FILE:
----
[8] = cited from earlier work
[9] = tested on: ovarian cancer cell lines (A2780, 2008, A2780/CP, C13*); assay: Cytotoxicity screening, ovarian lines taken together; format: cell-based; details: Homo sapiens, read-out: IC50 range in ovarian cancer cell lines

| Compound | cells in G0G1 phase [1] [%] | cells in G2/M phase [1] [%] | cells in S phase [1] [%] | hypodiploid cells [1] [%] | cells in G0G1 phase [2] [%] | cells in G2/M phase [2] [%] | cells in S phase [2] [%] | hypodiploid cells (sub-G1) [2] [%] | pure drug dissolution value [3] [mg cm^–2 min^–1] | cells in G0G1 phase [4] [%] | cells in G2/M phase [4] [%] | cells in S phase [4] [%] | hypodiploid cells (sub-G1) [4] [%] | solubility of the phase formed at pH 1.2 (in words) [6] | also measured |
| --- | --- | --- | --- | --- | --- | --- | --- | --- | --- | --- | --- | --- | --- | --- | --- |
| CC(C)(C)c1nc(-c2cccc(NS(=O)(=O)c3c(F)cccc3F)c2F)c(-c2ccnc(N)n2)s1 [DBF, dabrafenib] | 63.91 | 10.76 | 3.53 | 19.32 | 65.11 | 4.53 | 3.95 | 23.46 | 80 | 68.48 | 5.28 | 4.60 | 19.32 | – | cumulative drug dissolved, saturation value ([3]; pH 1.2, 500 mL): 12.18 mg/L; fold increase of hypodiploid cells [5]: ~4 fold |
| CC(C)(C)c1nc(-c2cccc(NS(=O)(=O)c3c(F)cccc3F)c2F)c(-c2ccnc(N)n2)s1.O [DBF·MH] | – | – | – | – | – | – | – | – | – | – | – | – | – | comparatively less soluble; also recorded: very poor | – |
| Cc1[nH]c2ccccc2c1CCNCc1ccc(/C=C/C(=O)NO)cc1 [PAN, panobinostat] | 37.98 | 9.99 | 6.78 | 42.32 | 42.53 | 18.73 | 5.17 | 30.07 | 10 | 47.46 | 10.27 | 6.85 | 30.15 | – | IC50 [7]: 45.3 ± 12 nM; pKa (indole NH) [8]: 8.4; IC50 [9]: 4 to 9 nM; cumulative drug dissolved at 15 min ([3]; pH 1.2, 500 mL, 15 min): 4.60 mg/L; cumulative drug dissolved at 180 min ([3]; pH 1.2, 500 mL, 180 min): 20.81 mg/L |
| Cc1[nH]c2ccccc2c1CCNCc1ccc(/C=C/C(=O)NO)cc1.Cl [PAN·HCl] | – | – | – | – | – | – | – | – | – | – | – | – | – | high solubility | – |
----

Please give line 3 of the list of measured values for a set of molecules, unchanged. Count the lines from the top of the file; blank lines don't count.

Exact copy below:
| Compound | cells in G0G1 phase [1] [%] | cells in G2/M phase [1] [%] | cells in S phase [1] [%] | hypodiploid cells [1] [%] | cells in G0G1 phase [2] [%] | cells in G2/M phase [2] [%] | cells in S phase [2] [%] | hypodiploid cells (sub-G1) [2] [%] | pure drug dissolution value [3] [mg cm^–2 min^–1] | cells in G0G1 phase [4] [%] | cells in G2/M phase [4] [%] | cells in S phase [4] [%] | hypodiploid cells (sub-G1) [4] [%] | solubility of the phase formed at pH 1.2 (in words) [6] | also measured |